Owners don’t speak English, not a bit, but they’re ok. Curfew is at 3 am. Breakfast is 1CUC. Dinner is 2 CUC. Mineral water is at 50 cents and 1 CUC. This hostel really knows that backpackers value their budget.Casa Aleido
Find more reviews at  Booking.com.

This is a gay casa owned by the fabulous Aleido. The picture you see below is all yours for $30CUC. It’s like a Presidential suite with your own balcony. And oh, yes, they’re very straight-friendly, too.

Where to stay in Cuba Gay Casa in Havana

Casa Aleido is a gay casa and straight-friendly casa in the center of Havana / Hostel in Cuba

Check out this separate blog entry of this gay casa in Havana.


Casa Yarek en Kenya (20CUC)
Address: Calle 37/Paseo Prado
#4219, entre 42 y 44
Telephone no.: +53 (43) 523331
Book it on Booking.com.

I love this casa. It’s along Calle 37, the main street, and a walking distance to the city center, a World UNESCO Heritage. Their terrace has an amazing view of the bay. Lay down on a hammock with your Cuba libre and watch the gorgeous sunset.

Where to stay in Cuba Cienfuegos Casa Yarek Y Kenya

Where to stay in Cuba: Casa Yarek Y Kenya / Hostel in Cuba

This casa is also a restaurant and serve cheap, good food. There’s a bar, too. This is the only place where I had all my meals here because I found it friendly to a backpacker’s budget. There are two rooms to choose from but ask for the one with two open windows.

Where to stay in Cuba Cienfuegos

Casa Yarek Y Kenya in Cienfuegos / Hostel in Cuba

The place is built in 1927 and retain its marble columns and floors. A table on a small patio overlooking the city’s main street is a good place for breakfast while looking down at the morning quiet rush.

It’s less than 10 minutes walk to the city center, few steps to the Malecon which leads you to Punta Gorda.


Hostal Trinidad Maria Guadalupe (20CUC)
Calle Ernesto V. Munoz no. 51 (Media Luna)
Telephone no.: +53 (41) 996784

You can book and find more reviews at Booking.com 

It’s a medium-sized room with your own bathroom and a walk-in closet! There’s a big window enough for the air and natural light to seep in. It has sparkling clean bathroom has towels, soap, and shampoo/hair conditioner! You have your own small refrigerator. They give you a key to the house so you can go home anytime you want.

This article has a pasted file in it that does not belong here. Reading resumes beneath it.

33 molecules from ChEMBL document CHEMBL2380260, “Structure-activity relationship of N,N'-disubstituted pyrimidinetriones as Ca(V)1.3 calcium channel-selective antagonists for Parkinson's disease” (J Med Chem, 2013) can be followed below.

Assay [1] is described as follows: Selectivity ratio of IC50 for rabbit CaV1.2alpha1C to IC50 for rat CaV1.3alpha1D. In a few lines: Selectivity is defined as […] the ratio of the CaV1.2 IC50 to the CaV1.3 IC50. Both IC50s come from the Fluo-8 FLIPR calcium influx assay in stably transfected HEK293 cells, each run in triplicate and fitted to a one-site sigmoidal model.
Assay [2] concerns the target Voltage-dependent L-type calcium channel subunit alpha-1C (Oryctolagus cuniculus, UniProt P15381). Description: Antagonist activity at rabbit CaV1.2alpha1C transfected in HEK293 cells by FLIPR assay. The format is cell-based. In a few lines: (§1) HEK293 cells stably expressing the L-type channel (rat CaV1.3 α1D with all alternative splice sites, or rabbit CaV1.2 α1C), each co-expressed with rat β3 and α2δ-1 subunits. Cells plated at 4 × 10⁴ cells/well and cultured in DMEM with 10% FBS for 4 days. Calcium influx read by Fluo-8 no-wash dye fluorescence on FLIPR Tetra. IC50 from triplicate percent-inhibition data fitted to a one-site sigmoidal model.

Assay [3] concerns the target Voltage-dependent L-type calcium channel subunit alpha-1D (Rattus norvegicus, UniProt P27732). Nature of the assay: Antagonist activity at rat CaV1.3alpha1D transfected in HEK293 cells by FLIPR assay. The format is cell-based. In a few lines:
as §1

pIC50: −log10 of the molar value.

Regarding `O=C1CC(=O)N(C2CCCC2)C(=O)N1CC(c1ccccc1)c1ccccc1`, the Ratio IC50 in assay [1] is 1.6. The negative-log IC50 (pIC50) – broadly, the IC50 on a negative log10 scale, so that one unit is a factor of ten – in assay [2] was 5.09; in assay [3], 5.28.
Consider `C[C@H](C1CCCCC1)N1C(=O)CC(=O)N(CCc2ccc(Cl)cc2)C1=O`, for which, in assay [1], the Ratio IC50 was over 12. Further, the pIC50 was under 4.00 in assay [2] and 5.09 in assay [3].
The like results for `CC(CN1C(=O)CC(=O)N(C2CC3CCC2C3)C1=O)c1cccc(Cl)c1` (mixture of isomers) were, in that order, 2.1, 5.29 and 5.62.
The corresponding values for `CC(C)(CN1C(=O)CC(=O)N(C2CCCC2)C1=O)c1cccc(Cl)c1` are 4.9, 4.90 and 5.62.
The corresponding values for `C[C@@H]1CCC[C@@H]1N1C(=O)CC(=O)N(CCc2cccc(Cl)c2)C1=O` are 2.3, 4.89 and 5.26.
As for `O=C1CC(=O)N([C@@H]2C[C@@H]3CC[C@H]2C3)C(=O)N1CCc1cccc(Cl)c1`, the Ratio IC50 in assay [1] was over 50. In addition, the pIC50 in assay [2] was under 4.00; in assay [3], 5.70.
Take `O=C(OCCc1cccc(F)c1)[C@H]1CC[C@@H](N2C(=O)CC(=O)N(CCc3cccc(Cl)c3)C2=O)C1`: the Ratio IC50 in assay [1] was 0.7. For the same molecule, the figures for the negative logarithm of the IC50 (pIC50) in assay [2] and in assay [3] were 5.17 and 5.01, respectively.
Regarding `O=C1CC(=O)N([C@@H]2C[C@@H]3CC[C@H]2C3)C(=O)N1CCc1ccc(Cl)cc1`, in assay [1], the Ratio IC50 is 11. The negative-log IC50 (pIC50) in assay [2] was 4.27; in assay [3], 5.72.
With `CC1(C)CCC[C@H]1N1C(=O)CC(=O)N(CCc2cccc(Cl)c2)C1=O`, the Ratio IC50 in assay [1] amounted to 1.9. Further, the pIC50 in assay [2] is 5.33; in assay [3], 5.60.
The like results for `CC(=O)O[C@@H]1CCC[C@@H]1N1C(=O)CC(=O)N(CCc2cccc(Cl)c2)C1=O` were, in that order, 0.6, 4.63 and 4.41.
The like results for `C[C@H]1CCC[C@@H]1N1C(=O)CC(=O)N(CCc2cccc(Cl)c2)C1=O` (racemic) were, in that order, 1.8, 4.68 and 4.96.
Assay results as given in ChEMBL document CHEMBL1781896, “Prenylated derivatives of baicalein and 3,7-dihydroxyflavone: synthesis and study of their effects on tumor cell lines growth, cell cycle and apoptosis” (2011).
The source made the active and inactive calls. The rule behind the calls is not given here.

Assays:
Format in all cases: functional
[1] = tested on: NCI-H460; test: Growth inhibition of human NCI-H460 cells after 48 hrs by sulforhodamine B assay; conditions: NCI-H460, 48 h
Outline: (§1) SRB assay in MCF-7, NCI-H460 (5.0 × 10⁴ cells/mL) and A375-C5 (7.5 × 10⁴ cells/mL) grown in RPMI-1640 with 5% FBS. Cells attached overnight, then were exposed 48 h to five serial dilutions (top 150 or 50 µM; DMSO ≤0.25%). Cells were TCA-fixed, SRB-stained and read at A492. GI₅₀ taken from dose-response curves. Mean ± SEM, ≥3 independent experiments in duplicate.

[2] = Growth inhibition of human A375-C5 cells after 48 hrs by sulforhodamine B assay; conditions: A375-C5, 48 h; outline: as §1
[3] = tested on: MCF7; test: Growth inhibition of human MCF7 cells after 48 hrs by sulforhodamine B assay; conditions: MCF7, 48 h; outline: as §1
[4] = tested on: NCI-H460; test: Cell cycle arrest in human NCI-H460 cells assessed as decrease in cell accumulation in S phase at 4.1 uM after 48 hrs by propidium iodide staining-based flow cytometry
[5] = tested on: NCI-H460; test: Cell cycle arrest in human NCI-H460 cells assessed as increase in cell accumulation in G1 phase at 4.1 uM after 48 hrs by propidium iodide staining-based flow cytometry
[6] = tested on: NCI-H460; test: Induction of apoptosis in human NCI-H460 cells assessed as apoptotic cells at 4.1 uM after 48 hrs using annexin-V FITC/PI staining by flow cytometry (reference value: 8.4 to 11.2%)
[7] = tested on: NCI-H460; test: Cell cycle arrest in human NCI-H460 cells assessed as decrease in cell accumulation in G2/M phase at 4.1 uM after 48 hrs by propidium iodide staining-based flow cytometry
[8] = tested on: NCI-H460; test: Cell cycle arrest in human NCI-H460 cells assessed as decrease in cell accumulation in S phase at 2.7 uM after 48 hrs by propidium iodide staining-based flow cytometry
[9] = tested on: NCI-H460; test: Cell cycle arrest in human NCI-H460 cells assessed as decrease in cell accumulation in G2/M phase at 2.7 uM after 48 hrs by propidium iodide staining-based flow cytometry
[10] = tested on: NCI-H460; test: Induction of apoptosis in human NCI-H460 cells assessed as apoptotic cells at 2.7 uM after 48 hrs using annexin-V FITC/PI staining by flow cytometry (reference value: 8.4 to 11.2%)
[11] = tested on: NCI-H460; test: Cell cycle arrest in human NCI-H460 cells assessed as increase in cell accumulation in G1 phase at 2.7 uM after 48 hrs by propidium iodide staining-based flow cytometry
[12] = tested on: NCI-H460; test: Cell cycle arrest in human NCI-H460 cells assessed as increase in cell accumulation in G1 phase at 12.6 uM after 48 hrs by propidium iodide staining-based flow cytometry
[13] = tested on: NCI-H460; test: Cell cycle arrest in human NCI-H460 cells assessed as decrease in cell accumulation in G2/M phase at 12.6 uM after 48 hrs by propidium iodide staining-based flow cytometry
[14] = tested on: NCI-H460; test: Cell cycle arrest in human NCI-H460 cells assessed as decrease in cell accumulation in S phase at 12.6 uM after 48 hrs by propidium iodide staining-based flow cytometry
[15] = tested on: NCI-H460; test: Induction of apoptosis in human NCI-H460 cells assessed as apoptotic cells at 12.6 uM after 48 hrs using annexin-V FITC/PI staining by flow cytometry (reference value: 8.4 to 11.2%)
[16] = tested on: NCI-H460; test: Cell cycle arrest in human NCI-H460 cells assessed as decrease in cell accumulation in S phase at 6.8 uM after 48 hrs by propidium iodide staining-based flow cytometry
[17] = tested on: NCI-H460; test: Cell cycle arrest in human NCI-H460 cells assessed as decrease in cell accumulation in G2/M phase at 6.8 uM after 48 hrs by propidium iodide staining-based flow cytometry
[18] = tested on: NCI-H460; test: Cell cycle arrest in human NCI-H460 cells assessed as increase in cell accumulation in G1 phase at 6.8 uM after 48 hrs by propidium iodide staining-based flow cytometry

The main house is a century-old with an ancient chair that’s still rocking up to this day. There’s slow internet but free. Head to the terrace any time of the day and see the view of a 500-year old city.

Where to stay in Cuba Trinidal Hostel

Where to stay in Cuba: Hostal Trinidad Maria Guadalupe / Hostel in Cuba

Best value for a short distance to everywhere: 3 minutes walk to the center of the city, Plaza Mayor, restaurants, Casa de la Trova, and nightlife shenanigans. The souvenir street is few steps away, too. It’s on a street where cars aren’t allowed so you’ll have a quiet and sound sleep.

A chef who works in a hotel comes twice a week to cook for whoever wants a home-cooked meal. He speaks conversational English. Ask for the upper room. Much better than the one below it.


Hostal Mercedez (20 CUC) 
Calle Pons y Naranjo (Toscano)
#53 e/Coronel Galvez Real e Independencia
Email: tomasrd42@gmail.com
Telephone: +53 (42) 292313
You can book and find more reviews at Booking.com 

The colonial house has a homey feeling when you arrive. The owners are a welcoming couple who are gregarious and take pride in their humble place. They both speak a bit of English. It’s seven minutes walk to the city center and 6 blocks to “El Che”, still walkable.

Where to stay in Cuba Santa Clara Hostal Mercedes

Where to stay in Cuba: Hostal Mercedes in Santa Clara / Hostel in Cuba

There are two rooms for rent and very clean. There’s a small TV with an antenna and an aircon. Though there’s a glass window it’s covered with curtains. However, you have a door that leads to your own patio where they serve your meals. A small refrigerator is stacked with drinks: beer, soft drink, mineral and carbonated water.

They serve breakfast, lunch, and dinner—but the main dishes (for lunch and dinner) start at 10 CUC. Breakfast starts at $3CUC (fresh fruits, bread, milk/fresh juice, and butter).